IVIG Treatment for Refractory Immune-Related Adult Epilepsy

The safety and scientific validity of this study is the responsibility of the study sponsor and investigators. Listing a study does not mean it has been evaluated by the U.S. Federal Government. Read our disclaimer for details. Identifier: NCT01545518
Recruitment Status : Terminated (Futility criteria, unable for Phase 2 of study, & phase 1 was terminated.)
First Posted : March 6, 2012
Results First Posted : September 1, 2014
Last Update Posted : September 1, 2014
Baxter Healthcare Corporation
Information provided by (Responsible Party):
Charles M. Epstein, MD, Emory University

November 30, 2011
March 6, 2012
August 21, 2014
September 1, 2014
September 1, 2014
November 2011
June 2013   (Final data collection date for primary outcome measure)
Immune Abnormalities [ Time Frame: Screening visit ]
neuronal nuclear, cytoplasmic, and cell surface autoantibodies
Decrease in seizure frequency [ Time Frame: Two months following IVIG treatment ]
The primary outcome measure will be a 50% or greater decrease in seizure frequency two months following treatment with IVIG.
Complete list of historical versions of study NCT01545518 on Archive Site
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IVIG Treatment for Refractory Immune-Related Adult Epilepsy
IVIG Treatment for Refractory Immune-Related Adult Epilepsy

The purpose of the initial screening study is to find out if immune problems are an unrecognized cause of epilepsy in some patients. This study consists of a single blood sample, which will be tested for possible immune abnormalities. If enough patients are found who show immune abnormalities, those patients who are still having uncontrolled seizures will be invited to participate in a study of immune treatment with a compound called intravenous immunoglobulin (IVIG).

The study hypothesis is that a significant proportion of the young-onset, refractory, image-negative, partial-onset epilepsy population have an underlying autoimmune disorder, and many of these patients will respond to immune therapies, including IVIG.

At present, the importance of immune abnormalities in causing epilepsy, and the proper treatment when they are found, are both poorly understood. The investigators hope that this study will help us understand the cause of some cases that are difficult to treat.

The study is divided into two phases:

Phase I: The investigators will screen for evidence of neuronal nuclear, cytoplasmic, and cell surface autoantibodies in our population of new onset refractory, imaging-negative young adult epilepsy patients. This part of the study involves obtaining a single blood sample, equal to about 2 teaspoons.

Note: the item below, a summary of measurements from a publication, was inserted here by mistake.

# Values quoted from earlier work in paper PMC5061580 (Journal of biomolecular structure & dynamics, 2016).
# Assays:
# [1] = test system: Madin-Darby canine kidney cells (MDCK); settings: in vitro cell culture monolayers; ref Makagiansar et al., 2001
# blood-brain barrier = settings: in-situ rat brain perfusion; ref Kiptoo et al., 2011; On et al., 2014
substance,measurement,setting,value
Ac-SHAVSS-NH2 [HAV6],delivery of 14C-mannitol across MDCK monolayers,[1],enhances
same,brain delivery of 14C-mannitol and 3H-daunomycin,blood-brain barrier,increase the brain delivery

Phase 2: If a sufficient number of cases are identified, a double-blind crossover study of IVIG treatment will be performed in these patients.

Phase 2
Intervention Model: Single Group Assignment
Masking: Double (Participant, Investigator)
Primary Purpose: Treatment
  • Epilepsy, Cryptogenic
  • Epilepsy, Partial
  • Seizure Disorder
  • Autoimmune Diseases, Nervous System
  • Limbic Encephalitis
Drug: IVIG
IVIG 2 mg/kg in two divided doses with placebo crossover
Other Name: IVIG manufactured by Baxter Healthcare Corporation
Experimental: all subjects
Intervention: Drug: IVIG

*   Includes publications given by the data provider as well as publications identified by Identifier (NCT Number) in Medline.
August 2013
June 2013   (Final data collection date for primary outcome measure)

Inclusion Criteria:

  • Diagnosis of uncontrolled epilepsy with at least two seizures a month for three consecutive months.
  • Age 18 to 50.
  • Clinical semiology or electroencephalogram (EEG) consistent with partial onset epilepsy.
  • Refractory to an adequate trial of two or more main-line anti-epileptic drugs.
  • Ability to keep a seizure diary.
  • Normal brain magnetic resonance imaging (MRI) - 3 Tesla, seizure protocol; with the exception of hippocampal sclerosis

Exclusion Criteria:

  • History of severe prematurity or neonatal distress, febrile seizures, moderate or sever traumatic brain injury, stroke, brain tumor, meningitis, encephalitis, neurocutaneous syndromes, or intracranial metal objects.
  • Evidence of psychogenic epilepsy.
  • History of convulsive status epilepticus.
  • History of primary generalized epilepsy in a first degree relative.
  • Known serious medical illness.
Sexes Eligible for Study: All
18 Years to 50 Years   (Adult)
Contact information is only displayed when the study is recruiting subjects
United States
BT11-000312 ( Other Identifier: Other )
Not Provided
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Charles M. Epstein, MD, Emory University
Emory University
Baxter Healthcare Corporation
Principal Investigator: Charles M. Epstein, M.D. Emory University
Emory University
August 2014

ICMJE     Data element required by the International Committee of Medical Journal Editors and the World Health Organization ICTRP